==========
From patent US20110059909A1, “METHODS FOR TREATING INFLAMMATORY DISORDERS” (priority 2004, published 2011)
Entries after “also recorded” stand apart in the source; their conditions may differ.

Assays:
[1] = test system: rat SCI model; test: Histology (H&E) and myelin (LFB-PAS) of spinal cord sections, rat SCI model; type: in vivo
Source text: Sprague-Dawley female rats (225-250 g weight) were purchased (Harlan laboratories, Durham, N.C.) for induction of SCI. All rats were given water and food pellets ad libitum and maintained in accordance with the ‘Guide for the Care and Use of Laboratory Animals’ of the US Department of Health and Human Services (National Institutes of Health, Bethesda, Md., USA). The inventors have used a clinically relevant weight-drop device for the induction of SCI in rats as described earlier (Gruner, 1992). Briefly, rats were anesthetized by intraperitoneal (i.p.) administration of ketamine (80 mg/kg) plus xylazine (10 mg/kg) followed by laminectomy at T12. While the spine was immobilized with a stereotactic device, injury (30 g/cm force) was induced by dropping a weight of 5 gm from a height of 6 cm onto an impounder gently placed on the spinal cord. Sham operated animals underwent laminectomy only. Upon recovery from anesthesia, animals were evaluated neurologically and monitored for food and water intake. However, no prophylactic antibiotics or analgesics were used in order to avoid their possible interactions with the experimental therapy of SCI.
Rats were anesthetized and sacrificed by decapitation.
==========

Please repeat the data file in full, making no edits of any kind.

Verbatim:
From patent US20110059909A1, “METHODS FOR TREATING INFLAMMATORY DISORDERS” (priority 2004, published 2011)
Entries after “also recorded” stand apart in the source; their conditions may differ.

Assays:
[1] = test system: rat SCI model; test: Histology (H&E) and myelin (LFB-PAS) of spinal cord sections, rat SCI model; type: in vivo
Source text: Sprague-Dawley female rats (225-250 g weight) were purchased (Harlan laboratories, Durham, N.C.) for induction of SCI. All rats were given water and food pellets ad libitum and maintained in accordance with the ‘Guide for the Care and Use of Laboratory Animals’ of the US Department of Health and Human Services (National Institutes of Health, Bethesda, Md., USA). The inventors have used a clinically relevant weight-drop device for the induction of SCI in rats as described earlier (Gruner, 1992). Briefly, rats were anesthetized by intraperitoneal (i.p.) administration of ketamine (80 mg/kg) plus xylazine (10 mg/kg) followed by laminectomy at T12. While the spine was immobilized with a stereotactic device, injury (30 g/cm force) was induced by dropping a weight of 5 gm from a height of 6 cm onto an impounder gently placed on the spinal cord. Sham operated animals underwent laminectomy only. Upon recovery from anesthesia, animals were evaluated neurologically and monitored for food and water intake. However, no prophylactic antibiotics or analgesics were used in order to avoid their possible interactions with the experimental therapy of SCI.
Rats were anesthetized and sacrificed by decapitation.